Obama wants 10 year freeze on Iran nuclear program

President Obama told Reuters that the US wants a 10 year freeze on most of Iran's nuclear program:

“If, in fact, Iran is willing to agree to double-digit years of keeping their program where it is right now and, in fact, rolling back elements of it that currently exist ... if we’ve got that, and we’ve got a way of verifying that, there’s no other steps we can take that would give us such assurance that they don’t have a nuclear weapon," he said.

In purely technical terms, it's hard to see how this sort of deal is even possible. The sticking point in the past and now has been how many centrifuges do we allow the Iranians and how efficient can they be.. Iran's enrichment facility at Nantanz is capable of running 50,000 advanced centrifuges. Currently it is believed they have about 12,000 in working condition. But the Iranians have developed a more advanced centrifuge that is far more efficient and could drastically reduce the time it would take to enrich uranium from 5% to thje 85-90% necessary for a nuclear weapon.

Keeping the old style centrifuges in place would be nice, but its hard to see how the Iranians could possibly agree. In fact, they've already rejected the idea of a long term freeze on their program:

Iran on Tuesday rejected as "unacceptable" U.S. President Barack Obama's demand that it freeze sensitive nuclear activities for at least 10 years, but said it would continue talks aimed at securing a deal, Iran's semi-official Fars news agency reported.

"Iran will not accept excessive and illogical demands," Iranian Foreign Minister Mohammad Javad Zarif was quoted as saying by Fars.

"Obama’s stance ... is expressed in unacceptable and threatening phrases ... ," he reportedly said, adding that negotiations underway in Switzerland would nonetheless carry on.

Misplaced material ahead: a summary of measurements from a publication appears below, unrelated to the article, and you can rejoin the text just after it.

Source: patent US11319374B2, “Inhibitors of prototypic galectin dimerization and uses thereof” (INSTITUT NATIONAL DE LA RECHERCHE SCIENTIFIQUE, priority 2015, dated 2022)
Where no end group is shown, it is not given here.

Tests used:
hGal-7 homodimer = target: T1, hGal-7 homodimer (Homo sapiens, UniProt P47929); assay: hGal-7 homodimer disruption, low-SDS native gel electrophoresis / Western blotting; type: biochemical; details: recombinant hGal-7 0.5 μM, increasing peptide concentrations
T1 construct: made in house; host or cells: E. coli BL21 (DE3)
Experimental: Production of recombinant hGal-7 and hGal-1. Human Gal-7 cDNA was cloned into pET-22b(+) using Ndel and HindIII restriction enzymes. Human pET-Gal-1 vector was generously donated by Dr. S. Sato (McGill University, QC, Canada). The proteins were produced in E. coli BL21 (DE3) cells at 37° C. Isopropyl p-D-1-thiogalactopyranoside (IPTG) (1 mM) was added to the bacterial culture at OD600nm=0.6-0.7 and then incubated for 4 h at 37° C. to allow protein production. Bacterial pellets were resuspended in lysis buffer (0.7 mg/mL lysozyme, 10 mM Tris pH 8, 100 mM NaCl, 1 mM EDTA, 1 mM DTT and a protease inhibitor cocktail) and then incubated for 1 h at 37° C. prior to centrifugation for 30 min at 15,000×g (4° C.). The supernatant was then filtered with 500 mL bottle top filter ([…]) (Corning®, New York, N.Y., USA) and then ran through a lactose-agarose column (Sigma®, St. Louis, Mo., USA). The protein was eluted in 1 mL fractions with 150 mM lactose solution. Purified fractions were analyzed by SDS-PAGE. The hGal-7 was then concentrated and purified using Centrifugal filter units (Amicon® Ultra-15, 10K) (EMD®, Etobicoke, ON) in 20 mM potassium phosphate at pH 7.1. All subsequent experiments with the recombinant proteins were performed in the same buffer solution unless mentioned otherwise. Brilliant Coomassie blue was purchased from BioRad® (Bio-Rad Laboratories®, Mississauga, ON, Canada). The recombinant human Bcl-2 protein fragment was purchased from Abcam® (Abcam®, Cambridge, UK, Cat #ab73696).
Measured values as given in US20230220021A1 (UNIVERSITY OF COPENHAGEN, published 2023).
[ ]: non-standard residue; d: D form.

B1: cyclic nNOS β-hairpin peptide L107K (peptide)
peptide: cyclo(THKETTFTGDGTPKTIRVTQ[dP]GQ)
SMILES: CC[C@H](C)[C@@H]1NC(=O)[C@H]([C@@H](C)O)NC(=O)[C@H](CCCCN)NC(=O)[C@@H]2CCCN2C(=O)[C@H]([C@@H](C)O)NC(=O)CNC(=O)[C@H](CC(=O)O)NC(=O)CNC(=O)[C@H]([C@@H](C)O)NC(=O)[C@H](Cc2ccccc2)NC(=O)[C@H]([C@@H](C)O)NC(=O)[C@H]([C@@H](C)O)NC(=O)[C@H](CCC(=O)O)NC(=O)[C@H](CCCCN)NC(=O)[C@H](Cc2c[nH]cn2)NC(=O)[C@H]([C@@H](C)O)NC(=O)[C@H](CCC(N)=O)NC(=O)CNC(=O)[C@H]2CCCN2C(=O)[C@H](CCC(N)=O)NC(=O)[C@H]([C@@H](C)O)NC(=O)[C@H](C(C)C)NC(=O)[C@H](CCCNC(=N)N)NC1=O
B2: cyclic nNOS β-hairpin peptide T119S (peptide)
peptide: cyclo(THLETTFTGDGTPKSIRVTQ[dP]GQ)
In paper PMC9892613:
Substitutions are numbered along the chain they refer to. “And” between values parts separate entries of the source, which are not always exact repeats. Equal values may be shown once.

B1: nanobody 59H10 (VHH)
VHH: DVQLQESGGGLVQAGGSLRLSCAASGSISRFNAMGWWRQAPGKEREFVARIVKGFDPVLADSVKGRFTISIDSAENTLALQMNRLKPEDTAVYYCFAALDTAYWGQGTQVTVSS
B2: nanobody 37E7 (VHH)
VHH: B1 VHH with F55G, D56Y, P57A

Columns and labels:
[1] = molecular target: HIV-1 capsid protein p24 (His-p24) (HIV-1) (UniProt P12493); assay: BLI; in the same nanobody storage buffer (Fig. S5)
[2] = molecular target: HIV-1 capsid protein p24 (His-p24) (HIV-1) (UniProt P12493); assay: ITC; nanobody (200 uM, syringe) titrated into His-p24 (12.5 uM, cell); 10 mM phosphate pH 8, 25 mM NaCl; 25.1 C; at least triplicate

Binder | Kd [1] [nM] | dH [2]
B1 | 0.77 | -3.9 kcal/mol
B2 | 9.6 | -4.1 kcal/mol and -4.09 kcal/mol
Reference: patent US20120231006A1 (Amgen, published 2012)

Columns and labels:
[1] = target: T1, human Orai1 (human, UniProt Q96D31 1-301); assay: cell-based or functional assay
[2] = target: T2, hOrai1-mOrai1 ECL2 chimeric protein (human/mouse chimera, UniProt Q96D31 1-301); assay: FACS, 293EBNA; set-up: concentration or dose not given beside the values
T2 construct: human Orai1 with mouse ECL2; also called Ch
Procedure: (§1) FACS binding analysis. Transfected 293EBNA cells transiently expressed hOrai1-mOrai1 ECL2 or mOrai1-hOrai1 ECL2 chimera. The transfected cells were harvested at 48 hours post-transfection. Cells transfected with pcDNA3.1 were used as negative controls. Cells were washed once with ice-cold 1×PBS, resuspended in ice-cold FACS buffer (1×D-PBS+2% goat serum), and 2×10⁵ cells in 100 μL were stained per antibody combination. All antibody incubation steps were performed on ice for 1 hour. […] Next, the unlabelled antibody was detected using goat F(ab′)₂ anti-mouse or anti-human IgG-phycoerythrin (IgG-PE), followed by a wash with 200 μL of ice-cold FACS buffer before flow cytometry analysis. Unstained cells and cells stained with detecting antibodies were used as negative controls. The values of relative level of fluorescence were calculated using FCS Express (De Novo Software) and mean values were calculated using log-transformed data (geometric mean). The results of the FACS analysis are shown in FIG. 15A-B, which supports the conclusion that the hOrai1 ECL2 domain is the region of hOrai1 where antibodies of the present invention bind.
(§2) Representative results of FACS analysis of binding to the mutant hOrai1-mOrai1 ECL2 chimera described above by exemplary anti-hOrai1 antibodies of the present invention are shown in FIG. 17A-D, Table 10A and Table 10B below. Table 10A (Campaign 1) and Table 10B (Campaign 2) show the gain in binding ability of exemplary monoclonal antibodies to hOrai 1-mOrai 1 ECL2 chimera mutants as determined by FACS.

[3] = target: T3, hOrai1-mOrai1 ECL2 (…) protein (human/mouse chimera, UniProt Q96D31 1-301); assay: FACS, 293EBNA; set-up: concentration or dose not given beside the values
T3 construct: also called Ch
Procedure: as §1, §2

Zarif and U.S. Secretary of State John Kerry sat down for a second day of meetings hours after Obama had told Reuters that Iran must commit to a verifiable halt of at least 10 years on sensitive nuclear work for a landmark atomic deal to be reached.

The aim of the negotiations is to persuade Iran to restrain its nuclear program in exchange for relief from sanctions that have crippled the oil exporter's economy.

The United States and some of its allies, notably Israel, suspect Iran of using its civil nuclear program as a cover to develop a nuclear weapons capability. Iran denies this, saying it is for peaceful purposes such as generating electricity.

Kerry and Zarif met in the Swiss lakeside town of Montreux as Israeli Prime Minister Benjamin Netanyahu prepared to criticize the diplomacy in a speech to Congress in Washington.

Despite the tough tone of Zarif's remarks quoted by Fars, the Iranian struck a more conciliatory tone when he spoke briefly to reporters after about two hours of talks with Kerry.

Asked if the two sides had reached an agreement, Zarif replied: "We'll try, that's why we are here."

Other technical sticking points include the IAEA verification regime. Iran has continously rejected the kind of verification program that would instill confidence in the west that they are not building a bomb. In fact, they have violated the interim agreement by failing to be forthcoming on their activities related to a nuclear weapons program.

The president recognizes the problems and sounds skeptical that a deal can be reached:

Despite recent progress in the talks, Obama suggested there had been little change in his assessment that the negotiations have less than a 50 percent chance of success.

"I would say that it is probably still more likely than not that Iran doesn’t get to 'yes,' but I think that, in fairness to them, they have been serious negotiators and they’ve got their own politics inside of Iran. It is more likely that we could get a deal now than perhaps three or five months ago," he said.

There is still a long way to go to June 30 when a deal is supposed to be completed. But given the "progress" of the talks to date, it is likely that not only will that date slip, but the one at the end of March that requires the two sides to have negotiated a "framework" for a deal will also be moved. Will Netanyahu's speech alter the dynamic of this debate? That isn't likely. The Democrats are making their stand with Obama and any hope for a bi-partisan sanctions bill is gone. But Bibi's talk, if nothing else, will put some spine into the deal's opponents and encourage continued opposition.